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The Misfit Bangali

  • February 22, 2016
  • Maya
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21st February is International Mother Language Day and our blog is hosting a 2 day celebration of languages. A series of blog posts by people from different walks of life – sharing their thoughts on languages, memories and more. International Mother Language Day is an observance held annually on 21 February worldwide to promote awareness of linguistic and cultural diversity and multilingualism.


(This post was sent by Rituparna Ghosh. Rituparna is a professional storyteller and Founder of Your Story Bag, a storytelling, training and consulting company. A writer, editor and storyteller practicing all three forms of storytelling – written, visual and oral, Rituparna is a compulsive storyteller. Always sniffing for a good story to tell, Rituparna feels that her past life as a journalist and television producer taught her the power of good stories. Rituparna believes that there is a storyteller in each one of us. Children and adults need stories and telling skills all their life, to make sense of the world and give shape to their ideas!)

*This post was first published on the Your Story Bag blog.

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“Hello?” I whispered.

“Rituparna, Santanil bolchi. Tumi ki aajge Bookaro eshecho?” 
 (Rituparna, Santanil here. Have you come to Bookaroo today?)

“Haan, aami eshechi cheleke niye. Aamra ekta session achchi,” I whisper 

 (Yes, I am here with my son. We are in a session now) 

“Aami na ekta problem e pore gechi. Pranab aasheni aar amaar session 5 minut e

achche. Tumi ki amaar shaathe golpo ta bolbe?” Santanil Da was on the verge of panic.

You see, Santanil Da is a storyteller and theatre practitioner from Kolkata. With

Bookaroo going regional, the festival’s focus was Bengali literature and so

they had quite a few sessions in Bangla, my mother tongue. The day before I

had seen a stupendous bi-lingual story session with Santanil Da and Pranab Da as they

performed a story in tandem, matching each step in the story with the same pitch and

scale as singers singing duets do. Today his partner in telling, his voice in English, hadn’t

arrived and he was asking me to step in!

It had been a beautiful Sunday morning for us. I was watching my son attempt his first

Nataraj pose, right there in the moment, trying to concentrate and balance. He darted

his eyes towards me as I pulled out my camera when he tripped and started giggling! We

were at the second day of Bookaroo Children’s Literature Festival, the day I went purely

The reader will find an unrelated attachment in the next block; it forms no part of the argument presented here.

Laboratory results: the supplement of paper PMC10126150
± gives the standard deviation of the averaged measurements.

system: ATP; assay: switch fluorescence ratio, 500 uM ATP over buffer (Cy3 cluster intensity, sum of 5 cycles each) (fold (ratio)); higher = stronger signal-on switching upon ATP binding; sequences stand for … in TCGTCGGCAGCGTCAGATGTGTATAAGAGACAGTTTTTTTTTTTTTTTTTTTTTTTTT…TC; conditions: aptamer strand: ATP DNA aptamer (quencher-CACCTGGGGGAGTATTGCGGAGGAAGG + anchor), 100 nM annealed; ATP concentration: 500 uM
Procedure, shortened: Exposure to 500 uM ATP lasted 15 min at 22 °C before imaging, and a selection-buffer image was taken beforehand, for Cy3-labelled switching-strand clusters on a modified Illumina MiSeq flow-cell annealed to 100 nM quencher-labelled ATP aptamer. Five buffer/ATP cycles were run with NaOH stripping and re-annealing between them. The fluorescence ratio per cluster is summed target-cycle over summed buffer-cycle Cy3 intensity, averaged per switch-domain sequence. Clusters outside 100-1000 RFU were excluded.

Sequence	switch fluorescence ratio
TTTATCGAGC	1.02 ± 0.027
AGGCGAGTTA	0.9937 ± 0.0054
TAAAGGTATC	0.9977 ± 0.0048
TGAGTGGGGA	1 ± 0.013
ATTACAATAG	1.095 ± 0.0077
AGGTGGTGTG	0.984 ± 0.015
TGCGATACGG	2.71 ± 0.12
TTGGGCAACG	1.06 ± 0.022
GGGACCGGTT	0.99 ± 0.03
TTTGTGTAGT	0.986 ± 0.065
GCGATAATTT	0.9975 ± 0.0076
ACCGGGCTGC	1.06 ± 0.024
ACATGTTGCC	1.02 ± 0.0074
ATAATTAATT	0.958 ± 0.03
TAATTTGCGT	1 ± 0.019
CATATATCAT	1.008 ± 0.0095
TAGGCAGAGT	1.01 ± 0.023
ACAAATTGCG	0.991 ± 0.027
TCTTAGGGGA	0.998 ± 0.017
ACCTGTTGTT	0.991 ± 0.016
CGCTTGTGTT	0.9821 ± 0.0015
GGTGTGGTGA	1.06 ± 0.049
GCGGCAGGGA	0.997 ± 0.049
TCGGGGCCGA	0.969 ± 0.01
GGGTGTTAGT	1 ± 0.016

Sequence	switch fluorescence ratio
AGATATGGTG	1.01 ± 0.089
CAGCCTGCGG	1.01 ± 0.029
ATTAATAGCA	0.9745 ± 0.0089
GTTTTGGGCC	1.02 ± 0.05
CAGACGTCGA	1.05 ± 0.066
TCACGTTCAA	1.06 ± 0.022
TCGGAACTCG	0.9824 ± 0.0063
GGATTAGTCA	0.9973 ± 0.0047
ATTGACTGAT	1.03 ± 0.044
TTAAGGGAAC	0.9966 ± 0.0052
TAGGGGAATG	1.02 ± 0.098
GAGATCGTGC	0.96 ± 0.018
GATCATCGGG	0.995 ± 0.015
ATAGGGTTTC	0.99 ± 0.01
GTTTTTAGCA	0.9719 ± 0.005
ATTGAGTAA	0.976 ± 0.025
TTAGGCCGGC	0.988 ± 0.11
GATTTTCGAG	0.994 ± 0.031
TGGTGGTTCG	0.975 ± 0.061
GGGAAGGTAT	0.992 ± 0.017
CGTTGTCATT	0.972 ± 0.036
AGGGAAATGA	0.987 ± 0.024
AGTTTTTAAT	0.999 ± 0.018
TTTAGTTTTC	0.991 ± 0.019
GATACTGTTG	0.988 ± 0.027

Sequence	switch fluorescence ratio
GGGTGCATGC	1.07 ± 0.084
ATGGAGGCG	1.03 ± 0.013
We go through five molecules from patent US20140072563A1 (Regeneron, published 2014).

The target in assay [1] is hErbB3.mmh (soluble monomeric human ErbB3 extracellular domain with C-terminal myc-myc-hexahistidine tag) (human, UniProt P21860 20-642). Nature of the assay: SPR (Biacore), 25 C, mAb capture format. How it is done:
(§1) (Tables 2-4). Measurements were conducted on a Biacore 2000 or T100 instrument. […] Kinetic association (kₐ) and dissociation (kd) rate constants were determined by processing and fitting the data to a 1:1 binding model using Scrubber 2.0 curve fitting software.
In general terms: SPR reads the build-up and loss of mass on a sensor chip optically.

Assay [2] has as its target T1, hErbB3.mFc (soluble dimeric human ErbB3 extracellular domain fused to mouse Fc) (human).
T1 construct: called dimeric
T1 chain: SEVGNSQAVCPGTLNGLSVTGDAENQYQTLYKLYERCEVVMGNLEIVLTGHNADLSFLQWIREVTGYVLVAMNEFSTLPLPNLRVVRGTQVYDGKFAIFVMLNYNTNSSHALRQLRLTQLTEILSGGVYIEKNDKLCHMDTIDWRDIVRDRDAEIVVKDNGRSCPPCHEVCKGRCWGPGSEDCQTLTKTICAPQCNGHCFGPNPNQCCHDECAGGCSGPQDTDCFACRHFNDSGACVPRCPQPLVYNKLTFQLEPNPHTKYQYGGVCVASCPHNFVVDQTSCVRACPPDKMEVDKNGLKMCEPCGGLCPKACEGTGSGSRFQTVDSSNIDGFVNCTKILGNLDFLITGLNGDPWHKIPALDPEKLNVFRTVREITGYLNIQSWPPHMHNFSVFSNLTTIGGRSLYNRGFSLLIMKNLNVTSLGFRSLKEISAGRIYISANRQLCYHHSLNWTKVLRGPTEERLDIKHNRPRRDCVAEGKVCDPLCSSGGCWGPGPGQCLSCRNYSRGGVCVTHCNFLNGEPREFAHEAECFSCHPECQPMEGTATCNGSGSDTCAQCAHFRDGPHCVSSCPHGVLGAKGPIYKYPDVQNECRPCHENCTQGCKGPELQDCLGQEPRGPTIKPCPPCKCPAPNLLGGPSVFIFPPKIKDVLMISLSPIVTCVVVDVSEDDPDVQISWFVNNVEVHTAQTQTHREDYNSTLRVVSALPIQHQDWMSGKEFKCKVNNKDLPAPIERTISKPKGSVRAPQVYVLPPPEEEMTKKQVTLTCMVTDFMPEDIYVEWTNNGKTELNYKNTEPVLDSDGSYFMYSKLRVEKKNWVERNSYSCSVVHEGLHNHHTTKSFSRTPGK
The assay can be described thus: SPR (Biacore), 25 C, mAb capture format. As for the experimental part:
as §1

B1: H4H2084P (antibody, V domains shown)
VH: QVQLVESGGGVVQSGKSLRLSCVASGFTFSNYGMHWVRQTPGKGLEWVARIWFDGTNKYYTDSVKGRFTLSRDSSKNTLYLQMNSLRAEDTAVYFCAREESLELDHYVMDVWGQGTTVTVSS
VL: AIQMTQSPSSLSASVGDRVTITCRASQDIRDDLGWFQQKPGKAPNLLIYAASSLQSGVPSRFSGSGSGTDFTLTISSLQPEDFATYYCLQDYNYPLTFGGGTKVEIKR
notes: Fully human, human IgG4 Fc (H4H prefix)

as a parent. I have a very selfish approach with anything to do with storytelling. If there are

two days to be had, then the first is for me while the second is for my story-addict of a

son (so that we can hop around sessions that he would enjoy). So there we were soaking in

the November misty-sun and enjoying a storytelling and yoga session, when suddenly

my phone beeped.

“Kintu Santanil Da…ki golpo bolcho? Aami to jaanina…kono preparation nayi…aar

amaar Bangla oto bhalo na!” By now Santanil Da had done the perfect job of

transferring his panic to me!

I am a Bengali, born into a household of literature lovers, raised on a

bouquet of Bengali children’s stories. I speak Bangla effortlessly, in which my

fluency and vocabulary is limited to the colloquial use of the language in our everyday

life. But I cannot read or write the language, therefore all the glorious works

of the stalwarts of Bengali literature is as alien to me as let’s say Tamil,

Oriya or Gujarati literature. So when Santanil Da asked me to translate a story live

before an audience, I felt my throat dry up.

How well should you know a language to know it really well? Is it enough to

speak it? Or do you need to master literacy skills in a language and be able

to read and write it? Why do I consider my working knowledge in Bangla any less

than my proficiency in English or adeptness in Hindi? On a scale of language

know-how, I have always considered Bangla to be the struggling third. I can

understand the language and speak it really well, but then if I was to live and work in a

Bengali dominated environment I would be an outcast.  My English and Hindi don’t

have the Bengali twang (something that really surprises my Delhi acquaintances) just

like my Bengali diction is not colored by my English and Hindi accents. Despite that I

consider myself a misfit Bangali in the traditional Bengali mindset. This was

one of the reasons why I didn’t go to Kolkata for college (even though it was close to